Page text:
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Fisher Ames was born in Dedham, Massachusetts, on April 9, 1758. He attended the Dedham public school and also received private instruction before entering Harvard College, from which he was graduated in 1774. He became a lawyer in 1781, but his reputation was based more on his writings and speeches than his law practice.
Ames served in the Massachusetts House of Representatives in 1788, and was a member of the Massachusetts convention to ratify the U.S. Constitution. Elected to the first U.S. House of Representatives, Ames went on to serve four consecutive terms (1789-1797). In Congress, Ames became a chief spokesman for New England merchants who were opposed to declaring war on Britain. Despite ill health, he delivered the crucial speech in the House in favor of ratifying Jay's Treaty. It is said that his eloquence was so impressive that opponents immediately called for an adjournment to break the spell his voice had cast. His ill health prevented him from seeking a fifth term.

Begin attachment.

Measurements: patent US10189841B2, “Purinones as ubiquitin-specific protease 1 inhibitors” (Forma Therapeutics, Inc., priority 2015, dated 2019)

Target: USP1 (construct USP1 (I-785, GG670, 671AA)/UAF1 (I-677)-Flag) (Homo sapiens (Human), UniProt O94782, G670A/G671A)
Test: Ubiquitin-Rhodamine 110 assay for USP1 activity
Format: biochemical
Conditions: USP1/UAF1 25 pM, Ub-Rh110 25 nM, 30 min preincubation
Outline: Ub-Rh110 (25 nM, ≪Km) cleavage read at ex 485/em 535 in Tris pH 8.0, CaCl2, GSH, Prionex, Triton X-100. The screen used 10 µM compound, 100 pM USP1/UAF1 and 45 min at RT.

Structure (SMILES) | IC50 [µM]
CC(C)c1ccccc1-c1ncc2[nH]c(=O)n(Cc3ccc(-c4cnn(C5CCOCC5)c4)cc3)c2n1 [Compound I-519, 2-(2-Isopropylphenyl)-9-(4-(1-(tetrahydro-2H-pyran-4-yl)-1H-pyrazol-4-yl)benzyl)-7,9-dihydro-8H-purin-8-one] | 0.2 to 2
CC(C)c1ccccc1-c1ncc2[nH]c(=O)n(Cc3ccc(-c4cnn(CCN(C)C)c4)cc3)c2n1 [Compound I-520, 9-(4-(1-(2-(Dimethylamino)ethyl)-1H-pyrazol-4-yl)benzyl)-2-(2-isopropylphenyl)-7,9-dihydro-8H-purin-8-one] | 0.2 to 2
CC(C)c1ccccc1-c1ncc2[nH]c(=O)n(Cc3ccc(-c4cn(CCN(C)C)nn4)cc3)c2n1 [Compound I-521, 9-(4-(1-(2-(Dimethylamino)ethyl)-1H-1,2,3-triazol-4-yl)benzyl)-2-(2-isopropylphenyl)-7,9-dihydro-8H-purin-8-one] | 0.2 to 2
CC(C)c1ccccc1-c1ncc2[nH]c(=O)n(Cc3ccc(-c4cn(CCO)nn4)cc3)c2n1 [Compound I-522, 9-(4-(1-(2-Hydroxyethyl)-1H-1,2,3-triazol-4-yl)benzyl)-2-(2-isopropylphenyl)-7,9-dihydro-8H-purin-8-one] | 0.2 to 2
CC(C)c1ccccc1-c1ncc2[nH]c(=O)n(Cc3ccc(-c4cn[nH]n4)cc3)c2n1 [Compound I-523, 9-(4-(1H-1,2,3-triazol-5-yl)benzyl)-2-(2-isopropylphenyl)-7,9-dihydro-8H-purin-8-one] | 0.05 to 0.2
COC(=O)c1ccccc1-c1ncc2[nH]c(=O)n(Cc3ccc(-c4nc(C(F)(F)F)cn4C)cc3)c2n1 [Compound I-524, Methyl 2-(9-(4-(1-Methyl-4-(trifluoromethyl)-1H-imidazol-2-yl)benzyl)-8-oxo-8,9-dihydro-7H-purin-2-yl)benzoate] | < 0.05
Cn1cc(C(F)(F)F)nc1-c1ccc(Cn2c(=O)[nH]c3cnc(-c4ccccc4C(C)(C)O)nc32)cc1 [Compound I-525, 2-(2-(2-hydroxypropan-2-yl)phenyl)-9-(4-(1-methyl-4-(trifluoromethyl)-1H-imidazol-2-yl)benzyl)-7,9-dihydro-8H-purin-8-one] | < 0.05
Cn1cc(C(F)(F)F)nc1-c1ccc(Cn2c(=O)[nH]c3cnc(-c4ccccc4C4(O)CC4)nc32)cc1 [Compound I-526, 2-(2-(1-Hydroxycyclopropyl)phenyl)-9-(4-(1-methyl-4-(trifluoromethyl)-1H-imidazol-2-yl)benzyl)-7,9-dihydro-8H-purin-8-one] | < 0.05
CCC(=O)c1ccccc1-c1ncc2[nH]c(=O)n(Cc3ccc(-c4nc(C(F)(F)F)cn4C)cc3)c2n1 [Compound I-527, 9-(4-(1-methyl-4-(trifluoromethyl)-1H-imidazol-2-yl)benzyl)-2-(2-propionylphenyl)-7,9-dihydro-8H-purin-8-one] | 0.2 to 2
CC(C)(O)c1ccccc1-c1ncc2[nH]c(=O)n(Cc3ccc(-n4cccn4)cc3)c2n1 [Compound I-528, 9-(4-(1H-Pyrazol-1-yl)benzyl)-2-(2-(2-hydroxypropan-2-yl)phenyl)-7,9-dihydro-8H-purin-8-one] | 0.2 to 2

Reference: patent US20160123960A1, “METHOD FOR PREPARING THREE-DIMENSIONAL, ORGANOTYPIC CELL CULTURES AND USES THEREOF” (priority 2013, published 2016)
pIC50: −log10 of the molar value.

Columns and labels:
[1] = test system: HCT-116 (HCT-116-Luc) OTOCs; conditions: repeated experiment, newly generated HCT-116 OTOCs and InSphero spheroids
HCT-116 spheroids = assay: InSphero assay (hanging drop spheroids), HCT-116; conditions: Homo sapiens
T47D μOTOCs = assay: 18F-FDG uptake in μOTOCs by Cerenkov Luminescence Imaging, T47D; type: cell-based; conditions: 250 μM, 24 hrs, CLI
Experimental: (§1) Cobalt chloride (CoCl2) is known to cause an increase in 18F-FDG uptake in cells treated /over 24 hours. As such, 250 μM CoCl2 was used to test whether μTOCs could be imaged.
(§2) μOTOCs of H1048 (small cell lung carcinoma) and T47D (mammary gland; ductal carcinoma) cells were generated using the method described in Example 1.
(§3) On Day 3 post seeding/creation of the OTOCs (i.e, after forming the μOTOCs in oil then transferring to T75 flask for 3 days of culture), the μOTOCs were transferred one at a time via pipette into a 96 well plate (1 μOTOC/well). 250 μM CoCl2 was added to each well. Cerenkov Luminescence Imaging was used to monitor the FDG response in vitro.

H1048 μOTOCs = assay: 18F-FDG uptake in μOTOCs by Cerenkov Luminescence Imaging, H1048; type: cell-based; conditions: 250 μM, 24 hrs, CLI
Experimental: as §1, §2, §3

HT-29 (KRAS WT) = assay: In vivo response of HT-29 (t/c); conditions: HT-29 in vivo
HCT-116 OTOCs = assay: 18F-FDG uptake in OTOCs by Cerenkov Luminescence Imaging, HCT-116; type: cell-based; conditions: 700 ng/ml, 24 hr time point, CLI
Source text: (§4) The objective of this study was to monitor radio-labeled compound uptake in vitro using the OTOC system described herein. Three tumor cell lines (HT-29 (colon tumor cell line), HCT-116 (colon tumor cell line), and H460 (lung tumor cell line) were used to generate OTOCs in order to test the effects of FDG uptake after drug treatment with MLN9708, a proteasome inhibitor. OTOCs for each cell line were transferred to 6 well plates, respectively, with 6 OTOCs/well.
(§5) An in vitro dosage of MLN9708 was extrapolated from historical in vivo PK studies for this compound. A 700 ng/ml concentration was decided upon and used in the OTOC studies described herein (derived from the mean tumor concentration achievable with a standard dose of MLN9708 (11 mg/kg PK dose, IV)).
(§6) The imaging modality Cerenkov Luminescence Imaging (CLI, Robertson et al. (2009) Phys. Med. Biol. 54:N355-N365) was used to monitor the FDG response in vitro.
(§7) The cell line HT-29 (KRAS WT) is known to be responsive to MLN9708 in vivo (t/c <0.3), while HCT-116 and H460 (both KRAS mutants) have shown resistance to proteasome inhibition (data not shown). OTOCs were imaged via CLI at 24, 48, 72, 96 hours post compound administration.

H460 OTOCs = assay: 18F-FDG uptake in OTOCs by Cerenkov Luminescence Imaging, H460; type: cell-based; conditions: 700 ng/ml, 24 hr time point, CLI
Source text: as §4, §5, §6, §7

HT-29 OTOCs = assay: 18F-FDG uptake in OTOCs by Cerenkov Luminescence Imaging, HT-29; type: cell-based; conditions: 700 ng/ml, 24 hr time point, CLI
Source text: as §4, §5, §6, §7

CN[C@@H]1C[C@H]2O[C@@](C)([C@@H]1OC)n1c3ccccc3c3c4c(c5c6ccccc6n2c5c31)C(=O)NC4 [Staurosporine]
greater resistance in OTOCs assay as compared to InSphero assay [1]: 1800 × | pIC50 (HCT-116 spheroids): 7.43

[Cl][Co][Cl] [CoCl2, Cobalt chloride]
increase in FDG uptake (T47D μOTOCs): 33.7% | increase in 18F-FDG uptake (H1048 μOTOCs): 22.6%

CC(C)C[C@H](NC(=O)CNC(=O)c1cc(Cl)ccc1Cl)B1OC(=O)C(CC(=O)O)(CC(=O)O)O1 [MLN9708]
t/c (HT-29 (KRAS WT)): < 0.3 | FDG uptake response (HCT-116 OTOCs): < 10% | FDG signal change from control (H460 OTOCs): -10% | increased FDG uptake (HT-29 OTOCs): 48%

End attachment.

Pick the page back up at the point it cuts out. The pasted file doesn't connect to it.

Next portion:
After leaving Congress, Ames resumed his law practice in Dedham. He served as a member of the Governor's Council from 1798-1800, but declined the presidency of Harvard because of failing health. He died in Dedham on July 4, 1808, and is interred in the Old First Parish Cemetery.
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This page was last updated on June 02, 2017.